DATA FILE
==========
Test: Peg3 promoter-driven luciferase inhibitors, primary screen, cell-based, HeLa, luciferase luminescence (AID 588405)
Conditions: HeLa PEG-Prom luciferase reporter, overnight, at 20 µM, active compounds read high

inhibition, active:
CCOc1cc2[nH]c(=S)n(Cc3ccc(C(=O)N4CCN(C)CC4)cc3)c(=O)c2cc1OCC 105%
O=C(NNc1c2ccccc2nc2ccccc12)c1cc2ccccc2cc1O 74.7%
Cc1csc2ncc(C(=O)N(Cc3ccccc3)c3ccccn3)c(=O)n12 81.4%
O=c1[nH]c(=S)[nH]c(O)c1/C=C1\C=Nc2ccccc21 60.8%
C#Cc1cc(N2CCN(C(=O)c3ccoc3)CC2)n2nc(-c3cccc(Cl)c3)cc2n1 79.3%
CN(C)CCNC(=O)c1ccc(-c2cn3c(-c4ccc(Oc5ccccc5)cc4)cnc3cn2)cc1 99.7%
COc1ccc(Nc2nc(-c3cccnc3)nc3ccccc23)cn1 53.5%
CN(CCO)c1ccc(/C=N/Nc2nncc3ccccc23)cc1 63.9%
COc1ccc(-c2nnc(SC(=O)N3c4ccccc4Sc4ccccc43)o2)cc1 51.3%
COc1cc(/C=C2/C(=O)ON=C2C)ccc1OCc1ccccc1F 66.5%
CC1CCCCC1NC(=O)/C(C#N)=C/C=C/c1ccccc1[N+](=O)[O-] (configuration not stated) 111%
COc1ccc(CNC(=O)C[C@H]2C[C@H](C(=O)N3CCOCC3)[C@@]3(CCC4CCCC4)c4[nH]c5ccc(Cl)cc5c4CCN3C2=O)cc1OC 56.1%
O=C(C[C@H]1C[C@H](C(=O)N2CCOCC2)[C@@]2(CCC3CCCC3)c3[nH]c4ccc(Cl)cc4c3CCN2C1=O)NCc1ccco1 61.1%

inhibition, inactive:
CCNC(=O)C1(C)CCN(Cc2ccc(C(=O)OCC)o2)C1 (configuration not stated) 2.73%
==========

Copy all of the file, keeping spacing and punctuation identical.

Test: Peg3 promoter-driven luciferase inhibitors, primary screen, cell-based, HeLa, luciferase luminescence (AID 588405)
Conditions: HeLa PEG-Prom luciferase reporter, overnight, at 20 µM, active compounds read high

inhibition, active:
CCOc1cc2[nH]c(=S)n(Cc3ccc(C(=O)N4CCN(C)CC4)cc3)c(=O)c2cc1OCC 105%
O=C(NNc1c2ccccc2nc2ccccc12)c1cc2ccccc2cc1O 74.7%
Cc1csc2ncc(C(=O)N(Cc3ccccc3)c3ccccn3)c(=O)n12 81.4%
O=c1[nH]c(=S)[nH]c(O)c1/C=C1\C=Nc2ccccc21 60.8%
C#Cc1cc(N2CCN(C(=O)c3ccoc3)CC2)n2nc(-c3cccc(Cl)c3)cc2n1 79.3%
CN(C)CCNC(=O)c1ccc(-c2cn3c(-c4ccc(Oc5ccccc5)cc4)cnc3cn2)cc1 99.7%
COc1ccc(Nc2nc(-c3cccnc3)nc3ccccc23)cn1 53.5%
CN(CCO)c1ccc(/C=N/Nc2nncc3ccccc23)cc1 63.9%
COc1ccc(-c2nnc(SC(=O)N3c4ccccc4Sc4ccccc43)o2)cc1 51.3%
COc1cc(/C=C2/C(=O)ON=C2C)ccc1OCc1ccccc1F 66.5%
CC1CCCCC1NC(=O)/C(C#N)=C/C=C/c1ccccc1[N+](=O)[O-] (configuration not stated) 111%
COc1ccc(CNC(=O)C[C@H]2C[C@H](C(=O)N3CCOCC3)[C@@]3(CCC4CCCC4)c4[nH]c5ccc(Cl)cc5c4CCN3C2=O)cc1OC 56.1%
O=C(C[C@H]1C[C@H](C(=O)N2CCOCC2)[C@@]2(CCC3CCCC3)c3[nH]c4ccc(Cl)cc4c3CCN2C1=O)NCc1ccco1 61.1%

inhibition, inactive:
CCNC(=O)C1(C)CCN(Cc2ccc(C(=O)OCC)o2)C1 (configuration not stated) 2.73%